Video and Thumbnail are copyrights of the respective owners. Nikhil Gala does not own any of those contents.
Geckos! They’re distant relatives of the household lizards that we all are afraid of. Geckos are mostly found in the wild. There are more than 1500 species of geckos, all of which have some similarities and differences. Humans have been envious of geckos for thousands of years. It was thought that spiders were the best vertical climbers. Aristotle commented on the extraordinary abilities of the gecko to climb virtually any walls or vertical surfaces. But only recently, with the assistance of electron microscopes, that we have come to fully understand and appreciate the true reason behind that spider-man-like-climbing abilities.

Geckos have millions of microscopic hairs on their toes, each of which is only about one-tenth the size of a human hair. Each of those hairs has billions of branched out split ends that exert minuscule inter-molecular forces when in contact with a surface. But just because of the sheer number of hair and split ends, those minuscule inter-molecular forces add up to something really strong, called Van der Waals force. Geckos use Van der Waals force to grip firmly to any surface in a direction that helps them climb up or down vertical surfaces, hard or smooth. What’s interesting is that geckos do not use any adhesive on their feet and can detach themselves, at will. Those billions of split ends, called spatulae, clean themselves automatically when the gecko moves on muddy or sticky surfaces.

Kellar Autumn, Professor of Biology at the Lewis and Clark College in Oregon, along with three undergraduate students first discovered that geckos use Van der Waals force for this ability and realized that this could be used in developing adhesives, hence they patented it. They studied geckos in further detail and found that their feet physics is different from anything else found in nature. Had it not been for their research, we would not have gecko gloves, band-aids, adhesives.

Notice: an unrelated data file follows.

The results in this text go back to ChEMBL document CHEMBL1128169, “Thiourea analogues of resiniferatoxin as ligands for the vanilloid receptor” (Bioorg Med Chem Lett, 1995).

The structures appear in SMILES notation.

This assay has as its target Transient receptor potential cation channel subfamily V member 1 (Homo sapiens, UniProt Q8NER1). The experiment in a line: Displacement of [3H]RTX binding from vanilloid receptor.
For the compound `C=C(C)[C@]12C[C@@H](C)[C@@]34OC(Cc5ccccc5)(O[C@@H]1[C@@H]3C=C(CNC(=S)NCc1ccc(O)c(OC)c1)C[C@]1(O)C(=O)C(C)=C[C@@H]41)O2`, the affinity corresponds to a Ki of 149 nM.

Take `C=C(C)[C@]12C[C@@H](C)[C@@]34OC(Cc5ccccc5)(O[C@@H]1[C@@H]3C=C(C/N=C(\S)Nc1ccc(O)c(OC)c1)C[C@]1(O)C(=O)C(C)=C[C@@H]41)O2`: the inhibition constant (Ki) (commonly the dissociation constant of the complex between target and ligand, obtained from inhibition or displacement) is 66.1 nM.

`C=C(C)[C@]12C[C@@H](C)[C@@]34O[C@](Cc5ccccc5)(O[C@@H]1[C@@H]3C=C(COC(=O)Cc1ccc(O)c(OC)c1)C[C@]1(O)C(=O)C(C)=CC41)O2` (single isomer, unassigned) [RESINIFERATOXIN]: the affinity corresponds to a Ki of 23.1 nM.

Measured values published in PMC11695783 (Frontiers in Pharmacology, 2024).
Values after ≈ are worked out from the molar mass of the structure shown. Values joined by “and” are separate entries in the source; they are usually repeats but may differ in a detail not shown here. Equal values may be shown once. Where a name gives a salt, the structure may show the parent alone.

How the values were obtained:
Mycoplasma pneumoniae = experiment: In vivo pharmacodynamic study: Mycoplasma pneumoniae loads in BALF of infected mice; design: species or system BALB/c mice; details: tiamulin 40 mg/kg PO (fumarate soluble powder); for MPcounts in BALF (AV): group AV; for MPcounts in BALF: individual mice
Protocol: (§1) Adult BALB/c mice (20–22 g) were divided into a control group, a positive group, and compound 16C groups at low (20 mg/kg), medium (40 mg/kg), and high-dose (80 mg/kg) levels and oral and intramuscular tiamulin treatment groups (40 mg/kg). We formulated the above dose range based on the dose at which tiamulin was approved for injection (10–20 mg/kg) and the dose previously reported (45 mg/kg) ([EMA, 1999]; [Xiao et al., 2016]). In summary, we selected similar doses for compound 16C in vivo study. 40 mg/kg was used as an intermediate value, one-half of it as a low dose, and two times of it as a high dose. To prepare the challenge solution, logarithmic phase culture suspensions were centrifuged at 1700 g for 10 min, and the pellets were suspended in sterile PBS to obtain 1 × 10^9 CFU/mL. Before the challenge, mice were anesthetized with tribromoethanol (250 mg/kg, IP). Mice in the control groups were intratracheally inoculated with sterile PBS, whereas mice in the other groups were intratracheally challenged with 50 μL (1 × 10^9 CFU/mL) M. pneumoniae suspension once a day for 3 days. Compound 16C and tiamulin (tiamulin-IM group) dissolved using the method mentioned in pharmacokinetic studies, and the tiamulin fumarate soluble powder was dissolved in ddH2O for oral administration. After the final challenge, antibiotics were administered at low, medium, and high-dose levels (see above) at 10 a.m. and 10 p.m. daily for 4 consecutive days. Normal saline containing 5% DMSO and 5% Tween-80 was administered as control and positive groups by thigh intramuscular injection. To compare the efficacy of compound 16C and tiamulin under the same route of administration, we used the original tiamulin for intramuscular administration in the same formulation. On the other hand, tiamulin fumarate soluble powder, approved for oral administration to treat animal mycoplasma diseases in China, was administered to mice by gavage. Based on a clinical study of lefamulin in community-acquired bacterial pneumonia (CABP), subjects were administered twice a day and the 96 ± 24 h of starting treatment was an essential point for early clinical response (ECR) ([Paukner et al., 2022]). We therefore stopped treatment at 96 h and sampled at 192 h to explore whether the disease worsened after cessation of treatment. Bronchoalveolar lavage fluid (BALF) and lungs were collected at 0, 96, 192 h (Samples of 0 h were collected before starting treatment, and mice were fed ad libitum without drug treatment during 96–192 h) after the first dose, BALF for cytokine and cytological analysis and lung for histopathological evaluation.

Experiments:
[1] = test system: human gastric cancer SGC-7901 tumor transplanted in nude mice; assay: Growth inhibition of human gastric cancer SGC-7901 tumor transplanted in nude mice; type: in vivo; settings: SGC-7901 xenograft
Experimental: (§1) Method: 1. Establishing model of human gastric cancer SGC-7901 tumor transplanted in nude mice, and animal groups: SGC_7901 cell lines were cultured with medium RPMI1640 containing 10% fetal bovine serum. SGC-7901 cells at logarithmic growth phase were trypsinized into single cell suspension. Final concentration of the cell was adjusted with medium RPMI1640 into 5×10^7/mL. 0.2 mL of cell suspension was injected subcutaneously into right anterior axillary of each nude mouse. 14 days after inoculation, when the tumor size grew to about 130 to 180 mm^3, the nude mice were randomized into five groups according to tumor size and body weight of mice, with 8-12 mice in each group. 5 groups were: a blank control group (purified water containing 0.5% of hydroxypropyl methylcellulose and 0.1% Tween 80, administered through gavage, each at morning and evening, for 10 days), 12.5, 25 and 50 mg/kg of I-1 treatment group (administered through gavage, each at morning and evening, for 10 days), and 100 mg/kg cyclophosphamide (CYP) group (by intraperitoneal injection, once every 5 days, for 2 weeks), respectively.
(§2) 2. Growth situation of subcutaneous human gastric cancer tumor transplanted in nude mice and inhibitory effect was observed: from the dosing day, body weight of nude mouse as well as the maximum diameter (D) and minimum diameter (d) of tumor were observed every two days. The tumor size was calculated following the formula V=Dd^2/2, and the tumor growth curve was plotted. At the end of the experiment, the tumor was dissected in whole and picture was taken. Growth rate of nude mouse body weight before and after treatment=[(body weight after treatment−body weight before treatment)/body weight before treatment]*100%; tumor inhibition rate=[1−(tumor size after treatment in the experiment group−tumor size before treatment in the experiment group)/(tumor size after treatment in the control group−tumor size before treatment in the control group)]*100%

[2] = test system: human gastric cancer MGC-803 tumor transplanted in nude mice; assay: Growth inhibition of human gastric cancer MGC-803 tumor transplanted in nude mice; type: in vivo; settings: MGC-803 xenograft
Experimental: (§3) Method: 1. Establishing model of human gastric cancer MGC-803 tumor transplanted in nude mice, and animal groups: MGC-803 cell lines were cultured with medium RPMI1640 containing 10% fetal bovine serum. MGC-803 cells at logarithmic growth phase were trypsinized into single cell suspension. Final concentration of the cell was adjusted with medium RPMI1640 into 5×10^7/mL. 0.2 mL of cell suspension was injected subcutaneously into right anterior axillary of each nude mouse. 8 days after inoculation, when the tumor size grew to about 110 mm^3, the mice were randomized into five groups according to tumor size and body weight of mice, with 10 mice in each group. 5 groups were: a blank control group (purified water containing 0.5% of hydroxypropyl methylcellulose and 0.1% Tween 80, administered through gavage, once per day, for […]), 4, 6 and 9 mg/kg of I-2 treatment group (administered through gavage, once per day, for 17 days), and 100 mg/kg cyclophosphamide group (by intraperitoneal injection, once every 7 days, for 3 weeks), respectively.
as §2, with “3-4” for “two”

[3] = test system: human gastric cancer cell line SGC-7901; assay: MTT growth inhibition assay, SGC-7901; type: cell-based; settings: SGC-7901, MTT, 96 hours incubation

A team of mechanical engineering PhD students at Stanford University, Salomon Trujillo, and John Ulmen have developed a vertically climbing robot called the sticky bot. Currently a work in progress, it’s a combination of mechanics, biology, and physics. This robot uses 19 motors to climb up hard and smooth surfaces, alike. They think it could have applications in surveillance for mobile CCTV cameras, building and site inspections, firefighting, and space exploration.

Thank you, Kellar Autumn, Salomon Trujillo, and John Ulmen, for your curiosity, research, and contribution to humanity!

Living organisms have evolved well-adapted structures and materials over geological time through natural selection. Biomimetics has given rise to new technologies inspired by biological solutions at macro and nanoscales. Humans have looked at nature for answers to problems throughout our existence. Understanding nature and its meticulous efforts in the form of evolution of different species that thrive in different environments has given us millions of years of research and development, as we can call it. Hence, it only makes sense to take advantage of such an invaluable resource to design better products and solve many of our problems.

Please visit my social media profiles mentioned below to check out some more of my work and get in touch with me for a conversation.
Thank you so much for reading!

You may also like

Back to Top